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Man without technology ... is not man

Any stretch of time that deserves a name of its own--an age, an era, an epoch--must have at least a few distinct characteristics that make it stand out from the past. The problem is that all the features that the Khannas invoke to emphasize the uniqueness of our era have long been claimed by other commentators for their own unique eras. The Khannas tell us that "technology no longer simply processes our instructions on a one-way street. Instead, it increasingly provides intelligent feedback." How is that different from Daniel Boorstin's bombastic pronouncement in 1977 that "the Republic of Technology where we will be living is a feedback world"? And the Khannas' admonition that "rather than view technology and humanity as two distinct domains, we must increasingly appreciate the dense sociotechnical nexus in which they constantly shape each other"--how is this different from what Ortega y Gasset wrote more eloquently in 1939: "Man without technology ... is not man"?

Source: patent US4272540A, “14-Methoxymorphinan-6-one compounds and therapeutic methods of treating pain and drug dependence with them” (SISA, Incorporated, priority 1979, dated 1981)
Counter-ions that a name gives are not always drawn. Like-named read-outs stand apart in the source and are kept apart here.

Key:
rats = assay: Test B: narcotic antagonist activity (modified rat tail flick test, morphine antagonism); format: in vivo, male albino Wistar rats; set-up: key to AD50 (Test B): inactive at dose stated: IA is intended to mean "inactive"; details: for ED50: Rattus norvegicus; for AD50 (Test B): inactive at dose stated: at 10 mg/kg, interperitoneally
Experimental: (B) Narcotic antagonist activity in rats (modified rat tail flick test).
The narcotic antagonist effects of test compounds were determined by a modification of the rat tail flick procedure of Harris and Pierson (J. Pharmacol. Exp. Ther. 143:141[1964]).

The idea of hybridity that the Khannas assume to be their sexy and original insight has been with us for a long time--long before social media and biotechnology. While some dismiss such theorists of hybridity as Bruno Latour and Donna Haraway, who have questioned the epistemological foundations of the modern scientific enterprise, as being on the wrong side of the Science Wars, hybridity is by no means a postmodernist idea. Here is Daniel Callahan--a respected bioethicist who can hardly be accused of PoMo transgressions-- writing in 1971: "We have to do away with a false and misleading dualism, one which abstracts man on the one hand and technology on the other, as if the two were quite separate kinds of realities.... Man is by nature a technological animal; to be human is to be technological.... When we speak of technology, this is another way of speaking about man himself in one of his manifestations."

-- Evgeny Morozov


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